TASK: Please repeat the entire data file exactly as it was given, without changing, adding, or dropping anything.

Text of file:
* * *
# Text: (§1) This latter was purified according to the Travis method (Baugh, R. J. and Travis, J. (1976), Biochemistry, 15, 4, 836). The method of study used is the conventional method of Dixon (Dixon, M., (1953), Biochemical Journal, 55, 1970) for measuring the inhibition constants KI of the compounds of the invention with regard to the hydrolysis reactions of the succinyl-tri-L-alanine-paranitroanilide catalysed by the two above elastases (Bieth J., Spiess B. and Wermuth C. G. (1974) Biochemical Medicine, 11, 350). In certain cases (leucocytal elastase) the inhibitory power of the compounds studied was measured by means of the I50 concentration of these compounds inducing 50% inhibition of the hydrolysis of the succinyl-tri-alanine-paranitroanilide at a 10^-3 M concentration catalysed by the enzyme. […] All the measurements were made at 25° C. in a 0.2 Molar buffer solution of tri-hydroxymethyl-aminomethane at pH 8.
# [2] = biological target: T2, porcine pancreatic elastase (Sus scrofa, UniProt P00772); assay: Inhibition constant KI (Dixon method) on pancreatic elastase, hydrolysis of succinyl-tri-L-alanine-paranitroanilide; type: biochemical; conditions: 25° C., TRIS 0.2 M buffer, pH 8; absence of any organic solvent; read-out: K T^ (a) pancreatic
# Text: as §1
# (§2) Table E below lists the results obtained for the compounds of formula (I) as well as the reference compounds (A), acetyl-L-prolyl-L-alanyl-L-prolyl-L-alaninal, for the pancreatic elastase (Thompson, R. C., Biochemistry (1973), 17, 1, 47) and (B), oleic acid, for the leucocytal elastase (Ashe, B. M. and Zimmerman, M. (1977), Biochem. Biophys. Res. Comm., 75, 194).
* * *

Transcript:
# Text: (§1) This latter was purified according to the Travis method (Baugh, R. J. and Travis, J. (1976), Biochemistry, 15, 4, 836). The method of study used is the conventional method of Dixon (Dixon, M., (1953), Biochemical Journal, 55, 1970) for measuring the inhibition constants KI of the compounds of the invention with regard to the hydrolysis reactions of the succinyl-tri-L-alanine-paranitroanilide catalysed by the two above elastases (Bieth J., Spiess B. and Wermuth C. G. (1974) Biochemical Medicine, 11, 350). In certain cases (leucocytal elastase) the inhibitory power of the compounds studied was measured by means of the I50 concentration of these compounds inducing 50% inhibition of the hydrolysis of the succinyl-tri-alanine-paranitroanilide at a 10^-3 M concentration catalysed by the enzyme. […] All the measurements were made at 25° C. in a 0.2 Molar buffer solution of tri-hydroxymethyl-aminomethane at pH 8.
# [2] = biological target: T2, porcine pancreatic elastase (Sus scrofa, UniProt P00772); assay: Inhibition constant KI (Dixon method) on pancreatic elastase, hydrolysis of succinyl-tri-L-alanine-paranitroanilide; type: biochemical; conditions: 25° C., TRIS 0.2 M buffer, pH 8; absence of any organic solvent; read-out: K T^ (a) pancreatic
# Text: as §1
# (§2) Table E below lists the results obtained for the compounds of formula (I) as well as the reference compounds (A), acetyl-L-prolyl-L-alanyl-L-prolyl-L-alaninal, for the pancreatic elastase (Thompson, R. C., Biochemistry (1973), 17, 1, 47) and (B), oleic acid, for the leucocytal elastase (Ashe, B. M. and Zimmerman, M. (1977), Biochem. Biophys. Res. Comm., 75, 194).